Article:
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T'ai Chi Introduction
 
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T 'ai Chi Ch'uan (Giles-Wade), taijiquan (pinyin), 太极拳 can be directly translated as : Grand ultimate fist (ch'i that expresses itself when balance and harmony are achieved).

Taijiquan is an ancient and distinctive Chinese form of exercise for health and combat, and it is designed to condition the body according to the principles of taiji.

The concept of taiji first appears in the ancient philosophical text the Book of Changes (I Ching). Taiji, in Chinese philosophy, describes the eternal source and union of the two primary aspects of the cosmos, yang (active) and yin (passive). This union forms the basis of all reality. The Neo-Confucian philosophers of the Sung dynasty (960-1279) further expanded the idea by associating taiji with li ("principle"), the supreme rational principle of the universe-the originating principle. Li engenders ch'i ("vital matter"), which is transformed through the yang and yin modes of development into the Five Elements (wood, earth, fire, metal, and water), which are the primary constituents of the physical universe. Through those metaphors, taijiquan practitioners seek to use movement to direct the yang and yin forces, as a means of cultivating ch'i.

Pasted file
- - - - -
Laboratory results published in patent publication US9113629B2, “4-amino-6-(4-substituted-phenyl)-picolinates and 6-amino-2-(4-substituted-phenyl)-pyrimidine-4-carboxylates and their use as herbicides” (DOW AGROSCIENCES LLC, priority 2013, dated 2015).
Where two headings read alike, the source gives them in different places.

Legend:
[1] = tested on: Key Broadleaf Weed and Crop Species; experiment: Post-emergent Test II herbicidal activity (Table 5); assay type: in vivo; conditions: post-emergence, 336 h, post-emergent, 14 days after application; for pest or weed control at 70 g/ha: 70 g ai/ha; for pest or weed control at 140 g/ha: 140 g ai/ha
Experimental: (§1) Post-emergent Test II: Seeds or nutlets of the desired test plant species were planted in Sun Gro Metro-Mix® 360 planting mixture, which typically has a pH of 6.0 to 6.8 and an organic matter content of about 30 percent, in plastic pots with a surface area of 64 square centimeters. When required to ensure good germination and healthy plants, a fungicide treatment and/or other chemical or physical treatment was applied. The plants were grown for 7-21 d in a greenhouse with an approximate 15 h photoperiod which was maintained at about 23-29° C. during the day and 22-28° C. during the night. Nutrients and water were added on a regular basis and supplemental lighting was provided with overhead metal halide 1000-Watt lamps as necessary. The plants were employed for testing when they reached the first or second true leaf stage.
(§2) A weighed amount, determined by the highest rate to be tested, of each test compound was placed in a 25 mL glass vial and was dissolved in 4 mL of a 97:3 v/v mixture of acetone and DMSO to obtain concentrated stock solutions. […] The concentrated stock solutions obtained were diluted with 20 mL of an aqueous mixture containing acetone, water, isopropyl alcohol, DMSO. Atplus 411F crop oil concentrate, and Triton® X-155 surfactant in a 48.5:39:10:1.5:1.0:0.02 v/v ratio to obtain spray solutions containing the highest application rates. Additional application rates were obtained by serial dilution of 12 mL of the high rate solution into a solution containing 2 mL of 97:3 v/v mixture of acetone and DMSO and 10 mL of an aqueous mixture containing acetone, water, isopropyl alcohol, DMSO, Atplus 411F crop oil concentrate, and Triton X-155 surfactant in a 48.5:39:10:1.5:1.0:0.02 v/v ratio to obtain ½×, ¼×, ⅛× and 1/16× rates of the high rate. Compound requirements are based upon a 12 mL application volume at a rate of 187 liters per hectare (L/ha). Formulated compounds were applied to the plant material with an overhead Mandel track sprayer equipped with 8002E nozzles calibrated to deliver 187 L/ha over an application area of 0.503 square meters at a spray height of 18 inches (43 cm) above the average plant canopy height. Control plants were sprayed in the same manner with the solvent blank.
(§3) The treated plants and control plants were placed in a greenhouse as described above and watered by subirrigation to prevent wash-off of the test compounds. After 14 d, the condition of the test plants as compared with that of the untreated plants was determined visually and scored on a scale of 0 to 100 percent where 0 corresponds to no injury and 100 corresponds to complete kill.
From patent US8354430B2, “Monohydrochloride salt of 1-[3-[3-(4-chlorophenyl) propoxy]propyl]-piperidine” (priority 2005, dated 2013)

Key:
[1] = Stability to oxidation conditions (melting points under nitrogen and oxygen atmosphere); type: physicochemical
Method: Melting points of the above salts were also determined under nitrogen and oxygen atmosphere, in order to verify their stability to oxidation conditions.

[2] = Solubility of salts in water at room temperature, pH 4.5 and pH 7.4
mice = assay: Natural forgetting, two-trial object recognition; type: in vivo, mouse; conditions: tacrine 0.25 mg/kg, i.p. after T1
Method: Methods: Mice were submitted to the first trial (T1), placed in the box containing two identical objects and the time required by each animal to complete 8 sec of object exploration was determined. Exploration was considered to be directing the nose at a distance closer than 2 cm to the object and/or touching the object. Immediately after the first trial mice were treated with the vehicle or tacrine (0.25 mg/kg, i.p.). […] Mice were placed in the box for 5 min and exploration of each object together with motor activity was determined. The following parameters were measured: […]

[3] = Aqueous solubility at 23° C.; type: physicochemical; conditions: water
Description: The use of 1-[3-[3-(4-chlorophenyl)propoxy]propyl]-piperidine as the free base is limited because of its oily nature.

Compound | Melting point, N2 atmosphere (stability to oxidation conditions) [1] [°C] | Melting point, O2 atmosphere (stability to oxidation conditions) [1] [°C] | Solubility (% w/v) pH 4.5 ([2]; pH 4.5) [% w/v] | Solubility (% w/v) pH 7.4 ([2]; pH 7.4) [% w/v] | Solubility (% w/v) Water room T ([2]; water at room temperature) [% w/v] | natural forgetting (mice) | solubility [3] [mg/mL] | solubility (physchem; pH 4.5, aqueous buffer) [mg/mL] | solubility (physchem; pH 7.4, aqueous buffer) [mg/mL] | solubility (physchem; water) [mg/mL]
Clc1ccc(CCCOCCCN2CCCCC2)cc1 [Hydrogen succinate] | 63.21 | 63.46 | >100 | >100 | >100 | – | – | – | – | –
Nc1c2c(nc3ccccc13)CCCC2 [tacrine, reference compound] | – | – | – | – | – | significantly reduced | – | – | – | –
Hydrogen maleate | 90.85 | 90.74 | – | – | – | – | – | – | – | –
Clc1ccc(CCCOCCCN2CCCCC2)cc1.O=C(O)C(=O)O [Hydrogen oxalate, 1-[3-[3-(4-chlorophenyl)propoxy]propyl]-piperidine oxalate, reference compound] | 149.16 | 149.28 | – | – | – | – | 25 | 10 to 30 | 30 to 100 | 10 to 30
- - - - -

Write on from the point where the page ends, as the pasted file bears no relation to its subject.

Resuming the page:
The physical exercise employs flowing, rhythmic, deliberate movements, with carefully prescribed stances and positions. Depending on the school and master, the number of prescribed exercise forms will vary from 24 to 108 or more. The forms are named for the image they evoke when they are executed, such as "White cranes spreads its wings" and "Repulse the monkey." All techniques start from one of three stances: weight forward, weight on rear foot, and weight distributed equally in the horse stance, or oblique stance. In practice, each movement is subject to interpretation; thus no two masters teach the system exactly the same way. As a mode of attack and defence, however, taijiquan applies a single philosophy: overcoming hard attack with soft defence, and soft defence with hard attack.

   

 

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Last update: 12/13/2003